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Having previously bothered/infuriated/enlightened you with my experimental musings on which biscuit is best to dunk into tea, I now find myself returning to tackle an equally humble, though integral question: which slice of carbohydrate is best in between another two slices of carbohydrate?
Or put more simply, which crisp is best to make a crisp sandwich (note I say sandwich and not butty, because I am a soft Southerner). The crisp sandwich is one of life’s simple pleasures- it lacks the carnivorous aspect of a slice of ham or chicken (as much as love them both, they can get boring), or the pungent aroma of an exotic cheese, so therefore is more likely to be akin with a student budget. Add to the fact the variety of flavours which you can have for crisps, and you quickly find your range is far wider than that of conventional fillings, with an added crunch as well for that alternate texture.
Whereas in my last test I had different categories to weigh up against, this time I have merely eaten the different crisps in sandwiches on different days and then critiqued them. The six brands of crisps under scrutiny here are Walkers, McCoys, Sainsbury’s brand, M&S Luxury, Pringles, Doritos and Skips. I should note all sandwiches were prepared in the same location, with the same bread (Hovis White) and same butter, and all consumed with a glass of tap-water, but all crisps were different flavours- I recognise this may add bias.
But enough of my rambling, onto the scoring. First up was the Sainsbury’s own-brand crisps, in classic Ready Salted. I say Ready Salted, but in truth they tasted of potato only, and slightly burnt at that. The crisps were flat enough, and large enough to make a sandwich, and little did spill out, but really it just tasted like buttered bread. A disappointing start if I am honest.
Up next, McCoys Salt and Vinegar. I have always quite liked McCoys crisps purely because they have shiny packaging, although the crinkle-cut style did come back to haunt me when consuming the sandwich, the broken crisp crinkles were more like arrowheads stabbing into my tongue than tickling my taste-buds. The flavour did shine through, however, and this did compensate somewhat, in-between the throbbing. Whoever fills the packs needs to take a long hard look at themselves though, I wanted a packet of crisps to make a sandwich, not an air-bag which happened to have some potato snacks in it.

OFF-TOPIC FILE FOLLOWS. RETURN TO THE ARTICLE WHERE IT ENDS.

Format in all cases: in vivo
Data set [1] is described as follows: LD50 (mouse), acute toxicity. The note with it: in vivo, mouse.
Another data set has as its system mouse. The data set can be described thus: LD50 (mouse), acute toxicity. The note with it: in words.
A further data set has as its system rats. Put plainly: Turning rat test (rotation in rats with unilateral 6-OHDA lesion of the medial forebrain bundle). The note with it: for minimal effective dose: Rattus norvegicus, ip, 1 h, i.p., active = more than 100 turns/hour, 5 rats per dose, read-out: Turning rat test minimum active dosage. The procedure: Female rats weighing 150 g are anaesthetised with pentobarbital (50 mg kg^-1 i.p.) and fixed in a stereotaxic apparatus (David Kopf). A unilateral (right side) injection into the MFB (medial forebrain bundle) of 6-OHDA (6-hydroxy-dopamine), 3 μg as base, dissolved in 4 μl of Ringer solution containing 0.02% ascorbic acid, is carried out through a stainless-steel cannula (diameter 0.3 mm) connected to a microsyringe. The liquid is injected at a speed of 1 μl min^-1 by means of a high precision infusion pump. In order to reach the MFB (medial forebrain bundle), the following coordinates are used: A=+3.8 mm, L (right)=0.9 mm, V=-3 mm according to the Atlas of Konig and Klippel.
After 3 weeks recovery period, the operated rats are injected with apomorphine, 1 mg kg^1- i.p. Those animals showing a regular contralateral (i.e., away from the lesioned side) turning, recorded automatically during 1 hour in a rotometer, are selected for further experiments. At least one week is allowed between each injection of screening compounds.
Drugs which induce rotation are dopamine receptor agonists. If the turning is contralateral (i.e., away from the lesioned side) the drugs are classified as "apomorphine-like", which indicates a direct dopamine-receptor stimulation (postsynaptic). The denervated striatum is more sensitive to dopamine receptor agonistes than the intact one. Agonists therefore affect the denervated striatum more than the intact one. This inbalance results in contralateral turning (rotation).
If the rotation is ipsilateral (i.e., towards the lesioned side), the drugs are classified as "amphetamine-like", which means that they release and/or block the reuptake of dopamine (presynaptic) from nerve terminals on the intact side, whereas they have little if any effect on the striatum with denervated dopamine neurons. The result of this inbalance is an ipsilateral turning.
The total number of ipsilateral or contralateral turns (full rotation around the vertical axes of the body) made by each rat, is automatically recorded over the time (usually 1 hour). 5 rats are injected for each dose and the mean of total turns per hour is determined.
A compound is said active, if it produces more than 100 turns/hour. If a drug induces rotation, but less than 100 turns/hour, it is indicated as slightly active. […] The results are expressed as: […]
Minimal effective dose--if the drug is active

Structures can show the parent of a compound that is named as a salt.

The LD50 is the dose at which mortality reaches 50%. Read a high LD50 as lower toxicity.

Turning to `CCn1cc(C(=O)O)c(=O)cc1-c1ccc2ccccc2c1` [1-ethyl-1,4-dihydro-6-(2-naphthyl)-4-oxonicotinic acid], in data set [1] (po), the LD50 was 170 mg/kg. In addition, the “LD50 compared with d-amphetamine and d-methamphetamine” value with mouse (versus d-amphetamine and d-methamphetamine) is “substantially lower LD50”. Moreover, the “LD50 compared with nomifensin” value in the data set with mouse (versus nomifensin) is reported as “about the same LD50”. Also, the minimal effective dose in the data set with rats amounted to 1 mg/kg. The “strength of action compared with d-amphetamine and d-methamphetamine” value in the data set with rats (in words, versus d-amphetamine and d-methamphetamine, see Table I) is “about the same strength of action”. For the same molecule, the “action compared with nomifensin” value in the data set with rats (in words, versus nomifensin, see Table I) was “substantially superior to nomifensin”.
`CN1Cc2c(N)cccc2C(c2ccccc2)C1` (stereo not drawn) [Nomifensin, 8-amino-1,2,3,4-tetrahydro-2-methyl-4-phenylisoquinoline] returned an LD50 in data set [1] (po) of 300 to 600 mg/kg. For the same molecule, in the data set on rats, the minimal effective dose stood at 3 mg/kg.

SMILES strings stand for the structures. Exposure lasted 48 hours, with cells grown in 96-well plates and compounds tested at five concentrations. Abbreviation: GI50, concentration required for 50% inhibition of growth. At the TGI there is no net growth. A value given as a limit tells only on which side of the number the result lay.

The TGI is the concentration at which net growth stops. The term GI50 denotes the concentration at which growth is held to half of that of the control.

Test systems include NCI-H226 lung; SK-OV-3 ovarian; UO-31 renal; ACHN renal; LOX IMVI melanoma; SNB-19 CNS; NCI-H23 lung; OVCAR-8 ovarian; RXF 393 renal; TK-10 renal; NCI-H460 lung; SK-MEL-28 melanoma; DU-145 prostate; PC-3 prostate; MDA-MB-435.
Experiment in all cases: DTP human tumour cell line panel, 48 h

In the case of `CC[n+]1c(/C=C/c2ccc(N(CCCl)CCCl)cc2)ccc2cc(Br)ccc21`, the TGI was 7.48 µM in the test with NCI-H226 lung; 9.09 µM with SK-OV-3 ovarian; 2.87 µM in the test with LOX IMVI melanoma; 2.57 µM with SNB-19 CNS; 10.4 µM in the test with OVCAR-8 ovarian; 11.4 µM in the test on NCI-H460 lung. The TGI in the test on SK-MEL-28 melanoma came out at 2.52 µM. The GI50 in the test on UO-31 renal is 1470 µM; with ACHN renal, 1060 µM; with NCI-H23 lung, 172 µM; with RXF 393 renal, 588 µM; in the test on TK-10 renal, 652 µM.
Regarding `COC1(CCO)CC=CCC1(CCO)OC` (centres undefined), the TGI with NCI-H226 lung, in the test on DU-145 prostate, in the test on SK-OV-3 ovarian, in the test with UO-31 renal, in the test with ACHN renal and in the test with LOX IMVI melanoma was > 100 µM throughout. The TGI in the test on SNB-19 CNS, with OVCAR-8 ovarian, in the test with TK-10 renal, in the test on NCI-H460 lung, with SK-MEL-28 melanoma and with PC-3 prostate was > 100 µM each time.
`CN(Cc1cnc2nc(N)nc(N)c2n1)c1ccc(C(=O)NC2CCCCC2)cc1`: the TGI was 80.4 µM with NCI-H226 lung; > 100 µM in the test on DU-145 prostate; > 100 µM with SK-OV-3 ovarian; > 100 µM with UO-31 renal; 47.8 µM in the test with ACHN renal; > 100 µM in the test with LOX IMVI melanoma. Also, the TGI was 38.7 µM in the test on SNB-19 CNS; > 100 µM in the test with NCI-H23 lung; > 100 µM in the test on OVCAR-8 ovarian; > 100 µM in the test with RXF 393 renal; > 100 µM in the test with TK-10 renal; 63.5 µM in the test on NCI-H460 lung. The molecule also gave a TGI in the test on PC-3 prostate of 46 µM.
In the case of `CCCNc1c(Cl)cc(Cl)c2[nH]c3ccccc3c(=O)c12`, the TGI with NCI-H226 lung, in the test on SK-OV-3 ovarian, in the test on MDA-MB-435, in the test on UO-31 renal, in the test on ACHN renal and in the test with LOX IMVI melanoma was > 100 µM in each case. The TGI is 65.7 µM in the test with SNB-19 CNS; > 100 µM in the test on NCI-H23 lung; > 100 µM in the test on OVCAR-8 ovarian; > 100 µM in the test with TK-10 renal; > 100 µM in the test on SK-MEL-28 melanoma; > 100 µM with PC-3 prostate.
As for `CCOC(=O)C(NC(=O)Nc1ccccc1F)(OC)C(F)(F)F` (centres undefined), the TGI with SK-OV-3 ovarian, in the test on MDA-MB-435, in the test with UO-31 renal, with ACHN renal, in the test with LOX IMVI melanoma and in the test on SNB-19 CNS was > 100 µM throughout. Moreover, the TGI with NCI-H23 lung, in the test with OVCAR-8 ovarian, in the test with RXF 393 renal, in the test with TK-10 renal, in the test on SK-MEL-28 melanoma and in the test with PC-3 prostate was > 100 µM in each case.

Being the Southerner that I am, I couldn’t help but include M&S in the mix, just to be posh. The crisps in question were the exotic pork, sage and onion and scrumpy-cider flavour, which sounds more like a MasterChef production than student cuisine and the price certainly did reflect this! The overall flavour was strong, but the pork was lost to the cider and that really didn’t complement buttered bread well.
Next up came my childhood favourite Skips. I loved Skips as a kid, and I could feel my youth returning to me as I opened up the packet of prawn cocktail flavour. Upon consuming the sandwich however, I was reminded why I stopped eating Skips. Upon contact with anything remotely wet, they dissolve as if touched by acid, and the flavour bleeds out. Prawn cocktail crisp snacks might be nice, but prawn cocktail bread and butter is certainly not a winner.
Next up came Doritos, the tangy cheese flavour. The first difficulty here comes with making the sandwich, the cheese flavouring covers your fingers to the point you feel compelled to lick them. The flavour did spill somewhat onto the bread, but cheese bread is a more natural complement to one another than some of the other concoctions and tasted quite nice. The only problem was the triangular shaped crisps did break far too easily when trying to fit them in the sandwich, and crisp shards went everywhere. Also unwelcome was the powdery mix at the bottom of the bag, I want to eat the crisps, not snort it.
Up next, Walkers Roast Chicken. Walkers seem to be everywhere as a brand nowadays, and the flavour range seems infinite, everything from Worcester Sauce to Cajun Squirrel. Rather than eat Nutkin, I decided to go for the classic Roast Chicken flavour, always a popular one and it did have a good taste, and the flat crisps were easy to assemble á la Tetris in the bread. The main issue again is the bag not being full enough- sort it out Gary!
Finally, we come to the pre-drinks/party staple that always seems to be on offer somewhere- Pringles. Smoky Bacon is a rare flavour to find, and they arguably are one of the best tasting ones, albeit still not a patch on the real thing. You can definitely taste the flavour in the crisps- problem is you need a lot of them to fill a sandwich. The curled shape also doesn’t help, shards were breaking off everywhere, only to get stuck in the butter and then stab my mouth.
So now we come to which is best, and the truth is I was very disappointed.
- Pringles and Skips come joint last in fifth, with several problems hampering the eating experience a lot.
- The M&S crisps worked okay, but the flavour is not a great combination with bread, so they take fourth.
- Doritos takes third, making a good sandwich in the end, but a pain to get it in that position.
- McCoys and Home-brand score a joint-second for value and taste, but they both had problems- McCoys with stabbing and Home with the burnt aftertaste in places.
- First place goes to Walkers for best value, a variety of flavours and easy to fit in. Shame about the diminished amount in the bag, but still probably the best.
Walkers takes first, but crisps companies take note, you need to step up your game!
Disclaimer: This is all my opinion!